This is from the web page of a highly selective (1 kid admitted to 4 who apply) 6-12 school in....California. I'm not going to say which one, because I think what follows is pretty universal for middle and upper independent schools. If you have to know, e-mail me and I'll tell you. Or you could Google yourself.
Do you consider more than just quantitative (standardized test results, GPA) factors?
Surely. Some parents each year challenge our decisions on the basis that we admitted a student with a weaker academic and/or test record than their student.
First of all, it is not valid to simply compare one applicant against another as we do look at each student in the larger context of a total applicant pool.
Secondly, a parent is not privy to important input we receive via recommendations and interviews.
Thirdly, a parent also lacks the perspective gained by knowing the full characteristics of other students admitted and the composition of our present student body.
We do reward achievement, but we also realize the limitations we face in dealing with such young students. Thus, we do take some "risks," believing that certain students will blossom at our school and realize their abundant potential. But, rest assured that we do spend a lot of time in our deliberations as we try to be as thorough and fair as possible in bringing together a diverse and able student body each year.
The ISEE (a standard admissions test)
a.) How important is it?
ISEE results are a factor yet not the determining one. We have no cutoffs or minimums. We realize that, inherent to any test of this kind, there are certain limitations as any standardized test fails to measure a student’s motivation, creativity, research ability, and character. But the ISEE does provide us with a common denominator, given that students apply from such a wide variety of schools and thus have somewhat different educational backgrounds. Test results are most helpful at the extremes, as we are impressed by high scores and perhaps a bit leery of low scores, yet the majority of our applicants fall into what is a wide middle range. In cases where we are familiar with a student’s school, where the student has performed well in a solid academic program, and where the recommendations are quite positive and insightful, less importance is placed on the ISEE. Likewise, in cases where we are unfamiliar with a student’s school or program, when a school does not grade and provides us with only sketchy recommendations, more weight must be given to these results.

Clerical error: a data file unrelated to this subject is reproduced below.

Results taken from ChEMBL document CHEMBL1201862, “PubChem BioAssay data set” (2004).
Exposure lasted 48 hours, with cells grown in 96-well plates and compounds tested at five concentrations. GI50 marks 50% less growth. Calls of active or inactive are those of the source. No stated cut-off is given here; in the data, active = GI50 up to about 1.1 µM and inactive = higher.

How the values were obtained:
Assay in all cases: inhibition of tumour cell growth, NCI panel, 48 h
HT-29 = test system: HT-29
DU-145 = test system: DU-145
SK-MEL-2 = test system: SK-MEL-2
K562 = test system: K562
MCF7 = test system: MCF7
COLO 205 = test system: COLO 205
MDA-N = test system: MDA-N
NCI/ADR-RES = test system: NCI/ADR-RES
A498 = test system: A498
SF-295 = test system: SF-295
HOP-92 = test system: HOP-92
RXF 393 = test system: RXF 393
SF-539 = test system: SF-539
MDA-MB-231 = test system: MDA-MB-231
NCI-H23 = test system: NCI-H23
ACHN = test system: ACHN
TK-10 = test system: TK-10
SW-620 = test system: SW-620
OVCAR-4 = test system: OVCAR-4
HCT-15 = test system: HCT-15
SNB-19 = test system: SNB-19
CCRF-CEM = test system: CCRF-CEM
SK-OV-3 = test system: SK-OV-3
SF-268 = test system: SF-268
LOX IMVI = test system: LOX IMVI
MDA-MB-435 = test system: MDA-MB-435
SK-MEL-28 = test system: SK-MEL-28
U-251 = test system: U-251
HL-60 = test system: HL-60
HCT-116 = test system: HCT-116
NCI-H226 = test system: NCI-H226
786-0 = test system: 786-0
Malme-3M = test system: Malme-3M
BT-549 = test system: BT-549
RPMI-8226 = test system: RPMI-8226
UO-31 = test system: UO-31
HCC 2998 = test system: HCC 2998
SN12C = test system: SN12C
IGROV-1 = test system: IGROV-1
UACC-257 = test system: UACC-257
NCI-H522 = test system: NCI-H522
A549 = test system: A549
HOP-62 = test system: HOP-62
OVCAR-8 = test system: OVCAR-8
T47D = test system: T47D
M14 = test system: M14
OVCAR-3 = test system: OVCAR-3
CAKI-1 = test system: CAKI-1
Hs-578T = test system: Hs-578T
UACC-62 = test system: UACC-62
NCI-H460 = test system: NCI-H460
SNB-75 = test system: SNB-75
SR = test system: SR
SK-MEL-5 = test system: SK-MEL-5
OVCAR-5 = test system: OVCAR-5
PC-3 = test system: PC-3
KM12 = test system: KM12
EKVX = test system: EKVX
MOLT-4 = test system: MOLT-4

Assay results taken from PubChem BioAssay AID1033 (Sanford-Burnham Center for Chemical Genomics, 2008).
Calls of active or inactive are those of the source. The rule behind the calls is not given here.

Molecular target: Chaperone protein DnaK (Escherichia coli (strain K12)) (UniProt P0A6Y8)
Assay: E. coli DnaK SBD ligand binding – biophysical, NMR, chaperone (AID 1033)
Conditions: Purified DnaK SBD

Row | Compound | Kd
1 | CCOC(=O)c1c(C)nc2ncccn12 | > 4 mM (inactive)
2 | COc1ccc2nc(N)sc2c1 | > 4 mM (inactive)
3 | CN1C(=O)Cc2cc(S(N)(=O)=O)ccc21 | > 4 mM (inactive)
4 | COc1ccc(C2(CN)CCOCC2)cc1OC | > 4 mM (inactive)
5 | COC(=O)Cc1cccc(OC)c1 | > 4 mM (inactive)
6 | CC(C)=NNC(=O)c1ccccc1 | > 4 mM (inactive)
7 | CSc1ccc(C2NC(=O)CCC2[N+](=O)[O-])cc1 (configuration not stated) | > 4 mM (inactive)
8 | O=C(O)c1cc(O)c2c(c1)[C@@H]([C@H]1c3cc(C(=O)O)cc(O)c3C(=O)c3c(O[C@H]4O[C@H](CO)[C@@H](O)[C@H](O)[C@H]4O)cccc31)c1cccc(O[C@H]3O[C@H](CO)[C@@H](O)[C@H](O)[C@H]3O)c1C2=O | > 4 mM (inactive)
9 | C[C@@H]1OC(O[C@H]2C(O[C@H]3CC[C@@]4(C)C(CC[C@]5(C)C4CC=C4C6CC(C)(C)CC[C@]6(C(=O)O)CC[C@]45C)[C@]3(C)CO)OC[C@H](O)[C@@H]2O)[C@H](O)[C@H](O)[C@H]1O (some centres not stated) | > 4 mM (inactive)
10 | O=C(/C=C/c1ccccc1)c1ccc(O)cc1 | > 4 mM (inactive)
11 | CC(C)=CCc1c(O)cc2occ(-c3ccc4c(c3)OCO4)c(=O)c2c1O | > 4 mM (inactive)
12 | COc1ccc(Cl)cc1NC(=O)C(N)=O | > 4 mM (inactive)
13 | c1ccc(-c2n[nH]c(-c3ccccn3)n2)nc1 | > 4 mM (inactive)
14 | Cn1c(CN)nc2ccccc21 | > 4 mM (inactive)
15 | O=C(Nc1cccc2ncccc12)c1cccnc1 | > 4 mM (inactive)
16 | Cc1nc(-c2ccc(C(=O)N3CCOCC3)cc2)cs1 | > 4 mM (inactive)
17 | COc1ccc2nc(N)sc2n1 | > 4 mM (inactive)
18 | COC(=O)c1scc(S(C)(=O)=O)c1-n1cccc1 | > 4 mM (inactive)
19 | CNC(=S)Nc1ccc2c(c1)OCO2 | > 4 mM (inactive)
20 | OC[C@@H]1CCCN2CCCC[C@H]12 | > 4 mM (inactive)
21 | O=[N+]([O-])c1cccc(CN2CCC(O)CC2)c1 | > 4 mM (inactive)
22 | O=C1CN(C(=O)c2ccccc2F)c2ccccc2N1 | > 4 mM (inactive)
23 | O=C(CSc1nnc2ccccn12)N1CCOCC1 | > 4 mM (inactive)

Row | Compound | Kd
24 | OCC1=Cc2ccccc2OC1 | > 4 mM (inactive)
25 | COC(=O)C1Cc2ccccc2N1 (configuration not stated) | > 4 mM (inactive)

Can the student take the ISEE more than once?
No. The participating schools, in adopting a common admissions program, established testing dates on several Saturdays within a three-month period to discourage students from taking the exam more than once. Only under very special circumstances, such as a sudden illness, would a request for an additional sitting be considered.
Do you recommend test preparation courses?
No, we do not. There has been much debate over the value of test preparation courses. The central question remains whether short-term coaching can improve a student’s performance on what is supposed to be a test of a student’s aptitude to learn. The ISEE, in terms of format and concepts tested, should be similar to the tests that students take annually at their current elementary or middle schools. Test preparation courses can lead to increased pressure by making the test appear, in the eyes of an already nervous young student, like the one all-important factor.